A nonprofit publication of the Kentucky Center for Public Service Journalism

Kentucky sees increased push for pardons for residents convicted of marijuana possession

By Nadia Ramlagan
Public News Service

Criminal justice reform advocates in the Commonwealth are asking Gov. Andy Beshear to decriminalize marijuana possession. The request follows President Joe Biden’s announcement of mass pardons at the federal level for people who were convicted of carrying marijuana.

Rep. Nima Kulkarni, D-Louisville, explained state decriminalization policies would ensure Kentuckians with minor drug possession and paraphernalia charges would have the option for record expungement.

Black people are still more likely to be arrested for marijuana possession than white people in every state, including in those states that have legalized marijuana use. (Photo from Adobe Stock, via PNS)

“And what Biden recommended is that governors look into what those possible pardon powers are,” Kulkarni said. “And to use them, to make sure that his focus on the decriminalization aspect of cannabis use is done on a state level.”

She added mounting evidence indicates simply legalizing marijuana does not significantly affect the number of people facing barriers in employment, housing and reduced income as consequences of drug-possession charges, particularly Black and brown people.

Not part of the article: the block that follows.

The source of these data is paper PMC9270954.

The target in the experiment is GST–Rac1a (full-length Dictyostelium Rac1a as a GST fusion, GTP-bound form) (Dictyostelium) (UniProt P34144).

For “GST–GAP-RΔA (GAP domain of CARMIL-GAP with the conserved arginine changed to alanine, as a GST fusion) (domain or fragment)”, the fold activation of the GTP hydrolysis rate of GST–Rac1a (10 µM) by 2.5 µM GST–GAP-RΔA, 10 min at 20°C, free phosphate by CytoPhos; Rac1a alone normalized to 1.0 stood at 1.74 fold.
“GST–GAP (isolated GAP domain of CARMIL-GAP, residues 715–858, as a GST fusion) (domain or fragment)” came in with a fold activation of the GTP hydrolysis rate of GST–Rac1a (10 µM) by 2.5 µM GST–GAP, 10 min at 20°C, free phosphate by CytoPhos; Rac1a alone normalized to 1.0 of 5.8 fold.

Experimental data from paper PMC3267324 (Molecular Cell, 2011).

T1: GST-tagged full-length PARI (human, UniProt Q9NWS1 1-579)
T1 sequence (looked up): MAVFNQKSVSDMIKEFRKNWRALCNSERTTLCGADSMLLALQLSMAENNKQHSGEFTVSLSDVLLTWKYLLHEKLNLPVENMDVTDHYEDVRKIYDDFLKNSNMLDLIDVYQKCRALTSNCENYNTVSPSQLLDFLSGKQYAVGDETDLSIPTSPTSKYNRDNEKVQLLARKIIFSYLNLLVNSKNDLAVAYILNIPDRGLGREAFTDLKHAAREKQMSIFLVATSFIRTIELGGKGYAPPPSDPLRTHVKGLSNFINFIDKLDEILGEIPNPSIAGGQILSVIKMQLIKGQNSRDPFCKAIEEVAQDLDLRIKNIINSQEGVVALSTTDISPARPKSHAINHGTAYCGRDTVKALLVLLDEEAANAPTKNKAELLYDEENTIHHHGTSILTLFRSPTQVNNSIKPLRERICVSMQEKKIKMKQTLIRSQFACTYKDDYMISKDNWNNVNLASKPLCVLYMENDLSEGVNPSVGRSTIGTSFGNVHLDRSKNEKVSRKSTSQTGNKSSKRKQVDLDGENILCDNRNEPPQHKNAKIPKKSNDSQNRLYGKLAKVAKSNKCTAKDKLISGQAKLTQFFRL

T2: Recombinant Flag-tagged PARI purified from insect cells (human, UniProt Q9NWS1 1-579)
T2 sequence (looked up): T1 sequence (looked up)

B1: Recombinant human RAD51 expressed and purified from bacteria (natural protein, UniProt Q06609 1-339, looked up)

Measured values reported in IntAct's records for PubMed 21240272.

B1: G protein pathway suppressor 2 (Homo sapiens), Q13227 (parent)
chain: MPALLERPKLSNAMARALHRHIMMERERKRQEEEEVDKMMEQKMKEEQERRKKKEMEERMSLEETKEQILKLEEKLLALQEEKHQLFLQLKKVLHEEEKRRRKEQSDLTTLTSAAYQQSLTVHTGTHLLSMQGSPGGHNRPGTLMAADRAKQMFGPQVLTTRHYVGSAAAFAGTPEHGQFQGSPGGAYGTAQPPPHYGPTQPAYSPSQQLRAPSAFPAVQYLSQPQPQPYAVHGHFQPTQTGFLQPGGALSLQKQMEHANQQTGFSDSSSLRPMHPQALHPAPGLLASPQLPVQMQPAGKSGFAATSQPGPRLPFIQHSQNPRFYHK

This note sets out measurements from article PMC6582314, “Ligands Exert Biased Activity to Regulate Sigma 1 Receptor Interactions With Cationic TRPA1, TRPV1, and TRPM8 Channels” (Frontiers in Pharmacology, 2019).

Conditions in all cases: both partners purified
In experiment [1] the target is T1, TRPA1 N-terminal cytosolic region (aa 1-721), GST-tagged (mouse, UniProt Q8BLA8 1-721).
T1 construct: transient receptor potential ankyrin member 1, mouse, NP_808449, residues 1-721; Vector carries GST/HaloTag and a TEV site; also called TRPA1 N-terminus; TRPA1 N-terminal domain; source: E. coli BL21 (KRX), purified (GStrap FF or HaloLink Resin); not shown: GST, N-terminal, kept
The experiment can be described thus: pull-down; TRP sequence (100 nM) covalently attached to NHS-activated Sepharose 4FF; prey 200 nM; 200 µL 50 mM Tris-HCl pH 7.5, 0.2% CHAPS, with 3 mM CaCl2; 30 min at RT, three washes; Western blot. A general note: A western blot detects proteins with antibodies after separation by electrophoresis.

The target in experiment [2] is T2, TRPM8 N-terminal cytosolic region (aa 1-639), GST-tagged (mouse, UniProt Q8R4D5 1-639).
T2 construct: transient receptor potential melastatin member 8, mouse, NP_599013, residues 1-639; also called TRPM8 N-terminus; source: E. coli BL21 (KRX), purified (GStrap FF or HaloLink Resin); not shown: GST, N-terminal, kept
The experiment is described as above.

Kungu Njuguna, policy strategist for the ACLU of Kentucky, pointed out marijuana possession is a major driver of incarceration nationwide.

“What we know in Kentucky is we know that in 2020, there were over 7,000 Kentuckians who had a conviction for possession of marijuana,” Njuguna said. “That’s one year. So, the governor could do a great many things by doing this pardon.”

Earlier this year, Kulkarni introduced legislation which would have decriminalized cannabis possession, of an ounce or less, for adults 21 and older, and also provide funding for clearing their records.

“In Kentucky, it’s $500 per application,” Kulkarni emphasized. “Which is pretty prohibitive, when you think about how difficult it is for people with convictions on their record to get jobs.”

Gov. Andy Beshear has created a Team Kentucky Medical Cannabis Advisory Committee to provide feedback on how legalizing medical cannabis could help Kentuckians with chronic pain and other medical conditions.

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